Poster Topical Area: Energy and Macronutrient Metabolism
Location: Hall D
Poster Board Number: 427
Objective: To investigate the gender-specific longitudinal association between ethnic identification and obesity in young people.
Methods: Prospective study using population-based cohort data on self-reported ethnic identification (Multi-Ethnic Identification Measure), obesity and covariables. Multivariable logistic regression using interaction terms for sex and predictors estimated odds ratios and post-estimation calculated adjusted mean prevalence.
Results: Young men reporting stronger overall ethnic identification had about a 50% greater likelihood of being obese at wave 6 (OR 1.52, 95% CI 1.02-2.25]), compared to those with weaker identification. The monotonic association between ethnic identification and adjusted mean obesity prevalence was only seen in young men (Fig 1). Gender-specific findings further differed by ethnic group (Figs 2 & 3) and patterns also depended on the component of ethnic identification examined.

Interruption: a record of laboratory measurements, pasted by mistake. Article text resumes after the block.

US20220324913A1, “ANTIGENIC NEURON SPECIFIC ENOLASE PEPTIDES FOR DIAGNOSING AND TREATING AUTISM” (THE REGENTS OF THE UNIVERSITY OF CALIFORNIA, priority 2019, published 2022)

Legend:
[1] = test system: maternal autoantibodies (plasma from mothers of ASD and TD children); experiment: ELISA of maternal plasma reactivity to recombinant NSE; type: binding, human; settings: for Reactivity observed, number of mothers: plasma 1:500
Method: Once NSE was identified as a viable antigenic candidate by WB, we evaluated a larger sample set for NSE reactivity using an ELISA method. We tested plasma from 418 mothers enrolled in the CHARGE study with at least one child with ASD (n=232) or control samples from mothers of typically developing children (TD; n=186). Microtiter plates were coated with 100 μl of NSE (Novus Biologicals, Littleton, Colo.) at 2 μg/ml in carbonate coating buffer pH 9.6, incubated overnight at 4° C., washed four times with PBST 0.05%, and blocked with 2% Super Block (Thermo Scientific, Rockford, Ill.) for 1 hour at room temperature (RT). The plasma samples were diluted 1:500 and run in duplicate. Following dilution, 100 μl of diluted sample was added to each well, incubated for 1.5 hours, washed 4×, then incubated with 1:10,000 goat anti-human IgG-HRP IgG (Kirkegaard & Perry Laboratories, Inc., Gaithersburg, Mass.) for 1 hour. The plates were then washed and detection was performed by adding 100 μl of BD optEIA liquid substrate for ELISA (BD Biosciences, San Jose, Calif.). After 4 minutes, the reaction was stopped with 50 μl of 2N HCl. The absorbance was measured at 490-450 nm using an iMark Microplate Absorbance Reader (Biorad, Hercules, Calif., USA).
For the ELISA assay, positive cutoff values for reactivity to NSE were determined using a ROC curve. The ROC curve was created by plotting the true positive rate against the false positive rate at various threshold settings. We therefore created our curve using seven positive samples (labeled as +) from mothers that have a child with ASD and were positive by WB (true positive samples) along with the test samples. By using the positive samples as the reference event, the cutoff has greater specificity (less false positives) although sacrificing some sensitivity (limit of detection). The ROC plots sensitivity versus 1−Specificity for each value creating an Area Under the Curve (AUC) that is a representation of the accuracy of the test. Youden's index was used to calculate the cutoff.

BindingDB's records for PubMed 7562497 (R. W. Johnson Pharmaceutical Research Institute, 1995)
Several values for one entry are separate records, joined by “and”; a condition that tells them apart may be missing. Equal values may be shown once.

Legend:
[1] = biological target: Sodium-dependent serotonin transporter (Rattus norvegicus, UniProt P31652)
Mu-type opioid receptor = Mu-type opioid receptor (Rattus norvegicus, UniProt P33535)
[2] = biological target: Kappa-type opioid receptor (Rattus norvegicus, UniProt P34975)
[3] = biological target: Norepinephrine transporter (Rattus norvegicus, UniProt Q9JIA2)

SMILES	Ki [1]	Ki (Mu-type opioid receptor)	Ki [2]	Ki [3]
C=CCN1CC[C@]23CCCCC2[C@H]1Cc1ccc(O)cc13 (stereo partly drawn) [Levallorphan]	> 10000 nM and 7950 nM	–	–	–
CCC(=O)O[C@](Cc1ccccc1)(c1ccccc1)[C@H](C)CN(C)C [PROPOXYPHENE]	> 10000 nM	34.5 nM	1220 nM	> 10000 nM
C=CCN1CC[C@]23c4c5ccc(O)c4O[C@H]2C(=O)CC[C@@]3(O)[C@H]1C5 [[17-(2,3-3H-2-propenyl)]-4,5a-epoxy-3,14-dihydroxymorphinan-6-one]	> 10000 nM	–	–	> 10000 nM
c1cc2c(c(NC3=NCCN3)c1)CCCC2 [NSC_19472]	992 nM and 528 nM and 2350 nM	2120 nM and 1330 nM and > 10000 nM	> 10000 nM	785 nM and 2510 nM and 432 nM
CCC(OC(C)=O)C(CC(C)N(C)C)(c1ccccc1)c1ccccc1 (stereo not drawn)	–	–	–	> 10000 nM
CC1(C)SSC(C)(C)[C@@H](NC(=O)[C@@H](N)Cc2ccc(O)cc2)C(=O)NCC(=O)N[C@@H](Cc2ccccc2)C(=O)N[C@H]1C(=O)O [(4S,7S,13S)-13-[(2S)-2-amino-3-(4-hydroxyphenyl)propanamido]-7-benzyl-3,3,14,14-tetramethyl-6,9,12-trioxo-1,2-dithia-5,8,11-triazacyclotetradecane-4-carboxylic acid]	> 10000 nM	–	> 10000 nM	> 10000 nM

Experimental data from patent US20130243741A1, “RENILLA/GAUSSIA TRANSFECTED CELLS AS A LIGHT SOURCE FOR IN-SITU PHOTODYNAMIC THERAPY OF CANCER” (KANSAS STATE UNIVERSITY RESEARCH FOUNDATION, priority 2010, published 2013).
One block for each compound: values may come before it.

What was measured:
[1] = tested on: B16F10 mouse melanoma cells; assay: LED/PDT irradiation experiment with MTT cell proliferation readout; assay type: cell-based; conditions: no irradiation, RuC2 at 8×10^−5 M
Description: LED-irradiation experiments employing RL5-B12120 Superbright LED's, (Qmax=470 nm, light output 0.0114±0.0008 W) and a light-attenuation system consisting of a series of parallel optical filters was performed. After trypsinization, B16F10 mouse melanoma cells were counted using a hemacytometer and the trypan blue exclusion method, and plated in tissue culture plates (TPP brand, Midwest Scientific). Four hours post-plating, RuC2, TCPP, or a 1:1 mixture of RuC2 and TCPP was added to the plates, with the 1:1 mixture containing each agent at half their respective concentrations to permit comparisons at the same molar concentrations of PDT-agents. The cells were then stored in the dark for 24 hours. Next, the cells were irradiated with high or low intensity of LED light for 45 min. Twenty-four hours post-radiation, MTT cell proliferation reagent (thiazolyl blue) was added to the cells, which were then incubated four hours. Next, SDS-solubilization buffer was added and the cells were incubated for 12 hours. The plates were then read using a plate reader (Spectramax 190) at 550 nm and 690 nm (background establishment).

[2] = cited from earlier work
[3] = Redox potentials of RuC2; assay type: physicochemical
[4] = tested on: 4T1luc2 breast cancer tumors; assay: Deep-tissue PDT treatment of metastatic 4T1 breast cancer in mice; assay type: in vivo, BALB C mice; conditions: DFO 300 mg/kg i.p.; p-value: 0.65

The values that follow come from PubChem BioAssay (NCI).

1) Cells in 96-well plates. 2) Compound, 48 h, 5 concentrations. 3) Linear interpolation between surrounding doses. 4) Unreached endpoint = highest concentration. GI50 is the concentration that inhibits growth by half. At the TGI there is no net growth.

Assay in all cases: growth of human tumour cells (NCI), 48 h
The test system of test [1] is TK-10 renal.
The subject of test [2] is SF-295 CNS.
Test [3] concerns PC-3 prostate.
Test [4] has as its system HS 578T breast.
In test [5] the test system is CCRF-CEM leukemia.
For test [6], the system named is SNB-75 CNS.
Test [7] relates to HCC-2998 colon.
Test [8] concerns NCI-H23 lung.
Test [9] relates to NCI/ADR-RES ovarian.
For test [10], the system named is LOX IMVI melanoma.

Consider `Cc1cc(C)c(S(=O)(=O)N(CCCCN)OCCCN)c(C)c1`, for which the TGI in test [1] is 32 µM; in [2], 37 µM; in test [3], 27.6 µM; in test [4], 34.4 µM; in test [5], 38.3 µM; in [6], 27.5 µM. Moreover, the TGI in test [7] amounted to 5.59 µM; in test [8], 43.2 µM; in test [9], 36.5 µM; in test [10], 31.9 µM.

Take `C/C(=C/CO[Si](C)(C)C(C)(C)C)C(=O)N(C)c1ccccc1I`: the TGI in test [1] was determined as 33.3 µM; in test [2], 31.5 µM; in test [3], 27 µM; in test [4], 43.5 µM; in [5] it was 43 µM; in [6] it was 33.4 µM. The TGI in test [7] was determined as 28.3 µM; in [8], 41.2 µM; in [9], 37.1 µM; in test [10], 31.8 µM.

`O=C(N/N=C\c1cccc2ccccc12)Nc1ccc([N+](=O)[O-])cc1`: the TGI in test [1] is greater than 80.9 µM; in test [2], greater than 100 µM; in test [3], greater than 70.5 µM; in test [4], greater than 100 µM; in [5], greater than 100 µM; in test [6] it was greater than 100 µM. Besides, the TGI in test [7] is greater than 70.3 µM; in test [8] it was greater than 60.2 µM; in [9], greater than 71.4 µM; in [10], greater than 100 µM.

Conclusion: Although ethnic identification may offer protective health-related quality of life effects, there may be more insalubrious effects on other health outcomes such as obesity, and particularly for young men from certain ethnic groups. A greater understanding of the gender-specific role of ethnic identification in the development of obesity would benefit public health efforts to use culture as an obesity intervention among diverse young people
University of British Columbia
Vancouver, British Columbia, Canada